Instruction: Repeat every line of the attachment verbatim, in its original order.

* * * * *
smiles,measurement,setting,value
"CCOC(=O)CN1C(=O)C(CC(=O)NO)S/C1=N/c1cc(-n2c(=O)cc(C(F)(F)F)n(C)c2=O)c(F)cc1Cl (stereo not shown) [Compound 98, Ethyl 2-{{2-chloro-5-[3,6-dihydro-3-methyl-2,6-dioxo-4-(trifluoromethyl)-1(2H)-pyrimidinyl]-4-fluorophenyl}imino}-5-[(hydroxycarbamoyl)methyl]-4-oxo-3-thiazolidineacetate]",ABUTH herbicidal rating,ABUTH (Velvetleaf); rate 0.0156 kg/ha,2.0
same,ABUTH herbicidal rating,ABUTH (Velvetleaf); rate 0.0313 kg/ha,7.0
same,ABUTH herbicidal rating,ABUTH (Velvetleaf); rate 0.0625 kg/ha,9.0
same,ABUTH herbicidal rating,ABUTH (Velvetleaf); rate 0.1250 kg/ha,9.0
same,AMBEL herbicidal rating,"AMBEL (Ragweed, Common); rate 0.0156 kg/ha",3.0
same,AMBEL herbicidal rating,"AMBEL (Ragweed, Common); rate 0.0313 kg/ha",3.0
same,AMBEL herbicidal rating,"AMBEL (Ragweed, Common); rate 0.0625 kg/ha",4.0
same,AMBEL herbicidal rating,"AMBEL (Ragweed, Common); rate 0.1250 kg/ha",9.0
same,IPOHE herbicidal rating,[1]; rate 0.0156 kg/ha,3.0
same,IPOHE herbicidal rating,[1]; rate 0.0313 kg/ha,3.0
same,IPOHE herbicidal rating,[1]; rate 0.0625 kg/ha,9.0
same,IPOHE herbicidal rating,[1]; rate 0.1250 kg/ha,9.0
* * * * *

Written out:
smiles,measurement,setting,value
"CCOC(=O)CN1C(=O)C(CC(=O)NO)S/C1=N/c1cc(-n2c(=O)cc(C(F)(F)F)n(C)c2=O)c(F)cc1Cl (stereo not shown) [Compound 98, Ethyl 2-{{2-chloro-5-[3,6-dihydro-3-methyl-2,6-dioxo-4-(trifluoromethyl)-1(2H)-pyrimidinyl]-4-fluorophenyl}imino}-5-[(hydroxycarbamoyl)methyl]-4-oxo-3-thiazolidineacetate]",ABUTH herbicidal rating,ABUTH (Velvetleaf); rate 0.0156 kg/ha,2.0
same,ABUTH herbicidal rating,ABUTH (Velvetleaf); rate 0.0313 kg/ha,7.0
same,ABUTH herbicidal rating,ABUTH (Velvetleaf); rate 0.0625 kg/ha,9.0
same,ABUTH herbicidal rating,ABUTH (Velvetleaf); rate 0.1250 kg/ha,9.0
same,AMBEL herbicidal rating,"AMBEL (Ragweed, Common); rate 0.0156 kg/ha",3.0
same,AMBEL herbicidal rating,"AMBEL (Ragweed, Common); rate 0.0313 kg/ha",3.0
same,AMBEL herbicidal rating,"AMBEL (Ragweed, Common); rate 0.0625 kg/ha",4.0
same,AMBEL herbicidal rating,"AMBEL (Ragweed, Common); rate 0.1250 kg/ha",9.0
same,IPOHE herbicidal rating,[1]; rate 0.0156 kg/ha,3.0
same,IPOHE herbicidal rating,[1]; rate 0.0313 kg/ha,3.0
same,IPOHE herbicidal rating,[1]; rate 0.0625 kg/ha,9.0
same,IPOHE herbicidal rating,[1]; rate 0.1250 kg/ha,9.0